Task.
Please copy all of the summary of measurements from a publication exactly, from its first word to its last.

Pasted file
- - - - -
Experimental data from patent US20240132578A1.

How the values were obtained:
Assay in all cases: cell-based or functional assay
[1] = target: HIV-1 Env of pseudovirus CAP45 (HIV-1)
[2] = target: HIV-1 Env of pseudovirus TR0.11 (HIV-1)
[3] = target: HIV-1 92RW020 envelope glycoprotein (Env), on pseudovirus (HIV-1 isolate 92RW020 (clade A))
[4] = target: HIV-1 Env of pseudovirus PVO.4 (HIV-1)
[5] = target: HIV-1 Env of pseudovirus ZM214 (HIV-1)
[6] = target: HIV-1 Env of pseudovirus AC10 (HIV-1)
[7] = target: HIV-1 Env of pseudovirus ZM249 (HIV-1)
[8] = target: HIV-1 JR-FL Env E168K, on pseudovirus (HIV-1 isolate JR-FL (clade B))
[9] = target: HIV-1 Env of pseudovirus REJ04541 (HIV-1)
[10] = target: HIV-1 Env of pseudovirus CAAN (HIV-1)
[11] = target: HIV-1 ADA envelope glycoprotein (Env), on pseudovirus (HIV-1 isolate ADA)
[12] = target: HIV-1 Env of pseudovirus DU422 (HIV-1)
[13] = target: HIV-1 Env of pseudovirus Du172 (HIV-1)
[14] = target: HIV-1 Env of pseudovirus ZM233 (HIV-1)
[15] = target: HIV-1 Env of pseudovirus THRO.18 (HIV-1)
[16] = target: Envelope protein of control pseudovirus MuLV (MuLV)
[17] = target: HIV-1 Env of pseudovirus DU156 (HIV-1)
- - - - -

Experimental data from patent US20240132578A1.

How the values were obtained:
Assay in all cases: cell-based or functional assay
[1] = target: HIV-1 Env of pseudovirus CAP45 (HIV-1)
[2] = target: HIV-1 Env of pseudovirus TR0.11 (HIV-1)
[3] = target: HIV-1 92RW020 envelope glycoprotein (Env), on pseudovirus (HIV-1 isolate 92RW020 (clade A))
[4] = target: HIV-1 Env of pseudovirus PVO.4 (HIV-1)
[5] = target: HIV-1 Env of pseudovirus ZM214 (HIV-1)
[6] = target: HIV-1 Env of pseudovirus AC10 (HIV-1)
[7] = target: HIV-1 Env of pseudovirus ZM249 (HIV-1)
[8] = target: HIV-1 JR-FL Env E168K, on pseudovirus (HIV-1 isolate JR-FL (clade B))
[9] = target: HIV-1 Env of pseudovirus REJ04541 (HIV-1)
[10] = target: HIV-1 Env of pseudovirus CAAN (HIV-1)
[11] = target: HIV-1 ADA envelope glycoprotein (Env), on pseudovirus (HIV-1 isolate ADA)
[12] = target: HIV-1 Env of pseudovirus DU422 (HIV-1)
[13] = target: HIV-1 Env of pseudovirus Du172 (HIV-1)
[14] = target: HIV-1 Env of pseudovirus ZM233 (HIV-1)
[15] = target: HIV-1 Env of pseudovirus THRO.18 (HIV-1)
[16] = target: Envelope protein of control pseudovirus MuLV (MuLV)
[17] = target: HIV-1 Env of pseudovirus DU156 (HIV-1)